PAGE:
I especially liked the fact that Crystal was so open with people about her abilities. It’s a common trope in superhero stories (which this essentially was) in which the character develops powers and keeps them a secret from everyone, inevitably putting her loved ones in danger. Crystal shares her secret with everyone important to her – her friends, her mother and even her father-to-be. This was incredibly refreshing as it meant that the story could spend a lot more time in focusing on the mystery elements.

While Fire in Frost is a breezy and satisfying novel, I did not think it presented the best mystery. Don’t get me wrong, I did enjoy the story very much but it held little surprises. I had a pretty good idea as to what was going on from about a third of the way through the story and it really didn’t have any twists hidden up its sleeve. Even the identity of the little girl in Crystal’s visions was made a little too obvious in the background conversations that her friends have (though I’m really baffled as to how Crystal manages to miss all of these hints herself until the end of the story).

I also felt that the novel began to lose a little steam following the climax. It just kind of petered away with no real sense of closure. We never discover what becomes of Nate and the story involving the little girl is left open for the sequel. While this was not as jarring as some of the cliff-hangers that I’ve criticised in the past (cough cough, The Knife of Never Letting Go), it was still a little disappointing. It left Fire in Frost as more of an open ended lead into the sequel than a complete and tightly bound story in its own right.

In terms of characters, I also thought that the novel was very strong. Crystal is a capable and determined lead. I loved her conflicted view of her abilities – fear of how others would treat her if they found out versus eagerness to explore them. I felt that this was a very realistic attitude to take towards these gifts and I really liked the fact that her loved ones stuck by her without any drama, distrust or jealousy. Both Derek and Emma were wonderful supporting characters, both of whom were caring and wholly endearing.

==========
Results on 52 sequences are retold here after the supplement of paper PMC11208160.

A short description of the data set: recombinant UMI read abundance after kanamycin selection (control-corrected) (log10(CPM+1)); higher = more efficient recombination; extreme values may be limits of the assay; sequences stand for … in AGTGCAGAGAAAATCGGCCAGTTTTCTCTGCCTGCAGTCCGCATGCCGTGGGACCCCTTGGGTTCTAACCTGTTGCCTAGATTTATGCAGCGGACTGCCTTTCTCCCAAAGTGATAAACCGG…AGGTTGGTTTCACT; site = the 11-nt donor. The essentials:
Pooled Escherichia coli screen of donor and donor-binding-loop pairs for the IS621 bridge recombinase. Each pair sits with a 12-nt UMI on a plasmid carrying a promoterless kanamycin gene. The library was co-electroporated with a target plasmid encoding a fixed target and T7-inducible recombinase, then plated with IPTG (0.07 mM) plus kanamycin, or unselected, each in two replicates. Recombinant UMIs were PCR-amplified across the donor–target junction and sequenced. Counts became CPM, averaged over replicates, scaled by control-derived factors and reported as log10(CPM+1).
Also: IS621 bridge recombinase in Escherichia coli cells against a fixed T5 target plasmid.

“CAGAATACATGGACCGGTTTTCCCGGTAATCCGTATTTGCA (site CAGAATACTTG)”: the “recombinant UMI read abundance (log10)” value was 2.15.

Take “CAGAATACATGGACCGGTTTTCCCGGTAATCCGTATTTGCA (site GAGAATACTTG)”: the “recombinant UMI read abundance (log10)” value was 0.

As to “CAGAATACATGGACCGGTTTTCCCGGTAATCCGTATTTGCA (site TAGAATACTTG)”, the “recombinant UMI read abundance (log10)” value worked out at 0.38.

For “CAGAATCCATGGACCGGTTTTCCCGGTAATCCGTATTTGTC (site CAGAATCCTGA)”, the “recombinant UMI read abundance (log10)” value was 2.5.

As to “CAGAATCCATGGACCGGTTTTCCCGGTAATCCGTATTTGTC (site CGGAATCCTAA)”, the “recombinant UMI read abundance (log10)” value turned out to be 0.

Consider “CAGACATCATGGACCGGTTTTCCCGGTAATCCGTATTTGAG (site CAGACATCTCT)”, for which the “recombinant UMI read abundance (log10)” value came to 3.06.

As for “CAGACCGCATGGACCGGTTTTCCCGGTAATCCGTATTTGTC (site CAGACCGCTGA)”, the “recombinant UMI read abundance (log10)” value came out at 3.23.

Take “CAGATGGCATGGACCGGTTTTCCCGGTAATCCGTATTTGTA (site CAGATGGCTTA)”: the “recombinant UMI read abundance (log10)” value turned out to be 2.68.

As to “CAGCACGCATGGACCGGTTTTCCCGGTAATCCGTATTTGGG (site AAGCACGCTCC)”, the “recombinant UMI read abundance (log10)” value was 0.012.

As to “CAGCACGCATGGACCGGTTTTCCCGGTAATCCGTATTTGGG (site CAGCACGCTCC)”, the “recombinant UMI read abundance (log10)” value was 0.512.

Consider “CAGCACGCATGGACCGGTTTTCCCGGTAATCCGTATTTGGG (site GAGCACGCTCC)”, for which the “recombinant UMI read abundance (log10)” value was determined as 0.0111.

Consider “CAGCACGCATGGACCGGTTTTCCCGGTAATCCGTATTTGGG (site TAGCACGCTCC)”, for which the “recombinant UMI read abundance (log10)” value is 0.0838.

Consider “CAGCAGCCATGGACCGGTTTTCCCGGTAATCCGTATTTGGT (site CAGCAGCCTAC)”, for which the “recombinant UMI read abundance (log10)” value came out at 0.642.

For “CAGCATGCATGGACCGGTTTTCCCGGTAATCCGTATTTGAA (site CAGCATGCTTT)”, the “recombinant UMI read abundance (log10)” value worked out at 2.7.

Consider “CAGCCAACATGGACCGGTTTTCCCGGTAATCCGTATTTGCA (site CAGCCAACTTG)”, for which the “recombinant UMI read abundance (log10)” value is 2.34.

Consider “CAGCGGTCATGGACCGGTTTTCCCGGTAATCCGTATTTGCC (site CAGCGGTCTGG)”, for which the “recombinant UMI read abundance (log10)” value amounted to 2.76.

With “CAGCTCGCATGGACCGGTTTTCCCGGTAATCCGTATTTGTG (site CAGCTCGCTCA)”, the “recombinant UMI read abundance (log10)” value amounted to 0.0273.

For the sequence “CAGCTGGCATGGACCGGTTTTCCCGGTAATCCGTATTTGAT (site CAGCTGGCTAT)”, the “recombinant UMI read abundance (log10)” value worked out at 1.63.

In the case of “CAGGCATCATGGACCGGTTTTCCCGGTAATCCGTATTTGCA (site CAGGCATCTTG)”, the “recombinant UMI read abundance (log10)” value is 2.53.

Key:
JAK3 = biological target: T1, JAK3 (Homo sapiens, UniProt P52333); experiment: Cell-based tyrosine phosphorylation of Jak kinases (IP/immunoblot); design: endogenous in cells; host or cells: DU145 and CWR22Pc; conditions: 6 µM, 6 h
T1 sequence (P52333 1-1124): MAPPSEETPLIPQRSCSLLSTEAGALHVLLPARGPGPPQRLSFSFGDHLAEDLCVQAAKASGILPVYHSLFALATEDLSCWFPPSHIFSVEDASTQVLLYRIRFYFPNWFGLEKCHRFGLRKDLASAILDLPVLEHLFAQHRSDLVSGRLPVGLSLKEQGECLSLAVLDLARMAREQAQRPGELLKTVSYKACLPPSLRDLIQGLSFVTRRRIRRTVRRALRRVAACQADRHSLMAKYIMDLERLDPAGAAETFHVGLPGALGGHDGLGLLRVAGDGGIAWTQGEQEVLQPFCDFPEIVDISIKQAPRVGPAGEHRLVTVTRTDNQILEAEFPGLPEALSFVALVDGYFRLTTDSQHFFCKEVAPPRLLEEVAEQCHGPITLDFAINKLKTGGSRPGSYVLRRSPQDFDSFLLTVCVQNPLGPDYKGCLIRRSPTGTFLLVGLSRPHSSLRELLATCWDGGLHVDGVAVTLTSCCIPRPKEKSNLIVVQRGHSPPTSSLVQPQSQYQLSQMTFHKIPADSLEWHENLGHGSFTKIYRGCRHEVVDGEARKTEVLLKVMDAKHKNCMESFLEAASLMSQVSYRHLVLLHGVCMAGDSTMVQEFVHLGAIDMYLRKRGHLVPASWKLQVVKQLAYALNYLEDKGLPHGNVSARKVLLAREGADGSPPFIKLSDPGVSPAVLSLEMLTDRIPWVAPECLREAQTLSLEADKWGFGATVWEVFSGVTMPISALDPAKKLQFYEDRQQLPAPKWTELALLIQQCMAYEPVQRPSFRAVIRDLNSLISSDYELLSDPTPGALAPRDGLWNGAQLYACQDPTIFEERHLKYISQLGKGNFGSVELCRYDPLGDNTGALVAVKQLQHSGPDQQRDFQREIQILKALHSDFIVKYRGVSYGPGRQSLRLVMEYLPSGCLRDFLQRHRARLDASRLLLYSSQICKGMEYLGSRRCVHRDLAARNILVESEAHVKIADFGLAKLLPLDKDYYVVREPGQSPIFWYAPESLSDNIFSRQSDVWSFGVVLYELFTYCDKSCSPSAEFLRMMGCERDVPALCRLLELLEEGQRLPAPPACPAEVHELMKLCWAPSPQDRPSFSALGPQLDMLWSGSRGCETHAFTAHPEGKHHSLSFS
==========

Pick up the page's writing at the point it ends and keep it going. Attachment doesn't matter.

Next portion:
Actually, it was the lack of drama that made the entire cast so likable to me. I’ve read so many school-set novels lately that ran on angst that to finally get hold of one where everyone got along was incredibly refreshing. There is no bitchiness here. Even Justine – the character who was in best position to be the school drama queen – turned out to be down to earth and only concerned about the wellbeing of her best friend.

Anyhow, this was only a short novel and so I don’t have much more to talk about. Fire in Frost was a satisfying light read that contained a very strong cast and carried an important message about violence against women. While enjoyable, my only real concerns were the fact that the story was quite predictable and seemed to lose steam over the final chapter. However, I wouldn’t let this put you off. Fire in Frost was a strong start to the series and I really look forward to seeing where it will go next.

Fire in Frost can be purchased as a Paperback and eBook on Amazon.co.uk

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6 Comments (+add yours?)

  1. Alicia Rades
    Mar 25, 2015 @ 11:46:11

    Thank you so much for the review!

    Reply